2017/04/24: At its peak, Google had a massive and loyal user-base across a staggering number of products, but advertising revenue was the glue that held everything together. As the numbers waned, Google’s core began to buckle under the weight of its vast empire.
Google was a driving force in the technology industry ever since its disruptive entry in 1998. But in a world where people despised ads, Google’s business model was not innovation-friendly, and they missed several opportunities to pivot, ultimately rendering their numerous grand and ambitious projects unsustainable. Innovation costs money, and Google’s main stream of revenue had started to dry up.
In a few short years, Google had gone from a fun, commonplace verb to a reminder of how quickly a giant can fall.
2018/09/24: Snippets are being edited to improve/damage reputation or send certain signals to different audiences.
While the changes in the Bipartisan Report panel illustrate the possible use of the Wikipedia snippets to either damage or salvage the reputation of a publisher, there are other changes that are puzzling in their nature. Here is one, concerning the magazine American Renaissance, a white supremacist publication.
Figure 5: Knowledge Panels for American Renaissance on Jan and Sep 2018. The change of the text snippets makes one wonder which audiences are being targeted.
Both text snippets shown in Figure 5 acknowledge that American Renaissance is a white supremacist publication, but the provenance of the categorization differs. In January, the snippet lists third-party, well-known organizations as sources for the “white supremacist” label, however, in the September snippet, we read that the publisher self-describes as a “white-advocacy organization”. This shift of perspective (who does the labeling?) needs to be a matter of debate. Should these information panels tell us what the organizations think about themselves (how is this different from “About Us” pages which literacy experts suggest to avoid) or how other (especially watchdog) organizations regard them?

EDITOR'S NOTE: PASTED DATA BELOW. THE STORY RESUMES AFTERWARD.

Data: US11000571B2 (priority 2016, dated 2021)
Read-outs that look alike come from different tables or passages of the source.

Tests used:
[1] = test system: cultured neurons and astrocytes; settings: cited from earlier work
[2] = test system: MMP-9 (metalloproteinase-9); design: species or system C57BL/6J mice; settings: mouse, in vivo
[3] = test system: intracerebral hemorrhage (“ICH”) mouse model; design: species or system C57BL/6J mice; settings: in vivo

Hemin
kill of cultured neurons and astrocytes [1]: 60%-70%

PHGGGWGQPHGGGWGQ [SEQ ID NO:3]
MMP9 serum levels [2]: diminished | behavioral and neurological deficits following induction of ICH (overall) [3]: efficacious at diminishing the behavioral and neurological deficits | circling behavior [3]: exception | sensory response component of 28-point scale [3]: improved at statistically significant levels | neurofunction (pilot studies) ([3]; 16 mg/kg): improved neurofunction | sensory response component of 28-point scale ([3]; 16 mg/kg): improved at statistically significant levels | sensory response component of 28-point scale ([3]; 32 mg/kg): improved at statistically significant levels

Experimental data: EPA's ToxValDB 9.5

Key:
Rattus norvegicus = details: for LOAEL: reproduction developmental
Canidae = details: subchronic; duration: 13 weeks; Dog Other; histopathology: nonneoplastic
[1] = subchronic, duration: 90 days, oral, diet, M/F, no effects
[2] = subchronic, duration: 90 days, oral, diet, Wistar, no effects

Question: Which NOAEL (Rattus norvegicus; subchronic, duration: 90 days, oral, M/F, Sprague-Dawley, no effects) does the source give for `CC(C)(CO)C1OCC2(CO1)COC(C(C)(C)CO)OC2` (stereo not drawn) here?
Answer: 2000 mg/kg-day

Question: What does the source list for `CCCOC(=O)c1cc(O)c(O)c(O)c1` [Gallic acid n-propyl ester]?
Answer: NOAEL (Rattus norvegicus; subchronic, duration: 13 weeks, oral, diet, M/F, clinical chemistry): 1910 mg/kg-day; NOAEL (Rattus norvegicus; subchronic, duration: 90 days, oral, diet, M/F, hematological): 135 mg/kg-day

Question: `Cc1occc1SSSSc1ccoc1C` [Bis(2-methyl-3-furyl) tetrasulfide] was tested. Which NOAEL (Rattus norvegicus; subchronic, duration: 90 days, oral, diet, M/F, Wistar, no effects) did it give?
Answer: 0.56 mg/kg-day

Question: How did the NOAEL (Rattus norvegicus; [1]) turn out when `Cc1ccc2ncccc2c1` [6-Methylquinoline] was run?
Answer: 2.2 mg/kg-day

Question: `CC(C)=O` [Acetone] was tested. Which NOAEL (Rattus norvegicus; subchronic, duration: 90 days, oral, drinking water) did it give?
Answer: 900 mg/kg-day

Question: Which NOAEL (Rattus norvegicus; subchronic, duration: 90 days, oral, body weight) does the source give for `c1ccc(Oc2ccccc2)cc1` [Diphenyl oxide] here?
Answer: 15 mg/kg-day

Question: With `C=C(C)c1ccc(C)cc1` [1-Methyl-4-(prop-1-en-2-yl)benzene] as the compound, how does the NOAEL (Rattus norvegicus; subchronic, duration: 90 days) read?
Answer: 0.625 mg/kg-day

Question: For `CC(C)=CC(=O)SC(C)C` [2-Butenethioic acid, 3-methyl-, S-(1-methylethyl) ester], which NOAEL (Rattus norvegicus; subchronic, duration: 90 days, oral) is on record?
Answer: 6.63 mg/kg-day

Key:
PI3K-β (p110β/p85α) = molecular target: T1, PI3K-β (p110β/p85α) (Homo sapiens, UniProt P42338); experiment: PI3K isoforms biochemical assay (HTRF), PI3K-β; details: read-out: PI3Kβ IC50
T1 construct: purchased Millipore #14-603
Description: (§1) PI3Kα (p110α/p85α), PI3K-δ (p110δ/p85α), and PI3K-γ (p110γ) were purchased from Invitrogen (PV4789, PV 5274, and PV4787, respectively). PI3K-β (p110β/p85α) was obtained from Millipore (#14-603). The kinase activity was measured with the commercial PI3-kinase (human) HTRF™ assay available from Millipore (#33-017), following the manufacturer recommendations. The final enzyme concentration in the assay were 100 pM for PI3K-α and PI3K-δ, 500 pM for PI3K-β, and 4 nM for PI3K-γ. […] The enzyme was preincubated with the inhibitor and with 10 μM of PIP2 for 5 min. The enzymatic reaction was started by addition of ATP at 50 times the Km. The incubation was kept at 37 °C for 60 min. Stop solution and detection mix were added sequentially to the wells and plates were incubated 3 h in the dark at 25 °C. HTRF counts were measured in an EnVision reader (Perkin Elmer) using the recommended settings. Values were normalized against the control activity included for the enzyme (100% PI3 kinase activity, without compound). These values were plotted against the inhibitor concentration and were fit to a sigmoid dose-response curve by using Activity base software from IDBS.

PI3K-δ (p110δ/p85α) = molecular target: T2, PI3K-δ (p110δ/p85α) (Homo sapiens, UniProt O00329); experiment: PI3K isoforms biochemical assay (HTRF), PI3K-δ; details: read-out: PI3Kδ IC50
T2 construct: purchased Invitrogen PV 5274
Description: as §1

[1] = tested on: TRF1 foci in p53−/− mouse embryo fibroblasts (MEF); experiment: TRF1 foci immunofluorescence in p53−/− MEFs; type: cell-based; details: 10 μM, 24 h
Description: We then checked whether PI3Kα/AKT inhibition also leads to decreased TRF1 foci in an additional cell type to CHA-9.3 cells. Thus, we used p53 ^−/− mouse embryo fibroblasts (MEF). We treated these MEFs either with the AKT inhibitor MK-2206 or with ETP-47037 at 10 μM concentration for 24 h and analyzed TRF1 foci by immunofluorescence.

I don’t know how we can solve these issues without increasing the burden on Wikipedia editors. However, I think it’s important to raise awareness about these issues, so that we continue to actively address them. Furthermore, Google and Facebook need to better acknowledge the limitations of their initiatives and increase their support for Wikipedia and other knowledge production organizations.
2018/09/23: Changes at the US Patent and Trademark Office (USPTO) and in US courts’ outcomes may have already meant that patent trolls rather than software patents in general are a growing threat, including those that Microsoft is backing, funding and arming to put legal pressure on GNU/Linux (and compel people/companies to host GNU/Linux instances on Azure for patent ‘protection’ from these trolls).
HE situation at the USPTO has changed in recent years. AIA introduced the Patent Trial and Appeal Board (PTAB) and inter partes reviews (IPRs) — together with 35 U.S.C. § 101 as relevant law — helped eliminate a lot of software patents which had been granted for a couple of decades.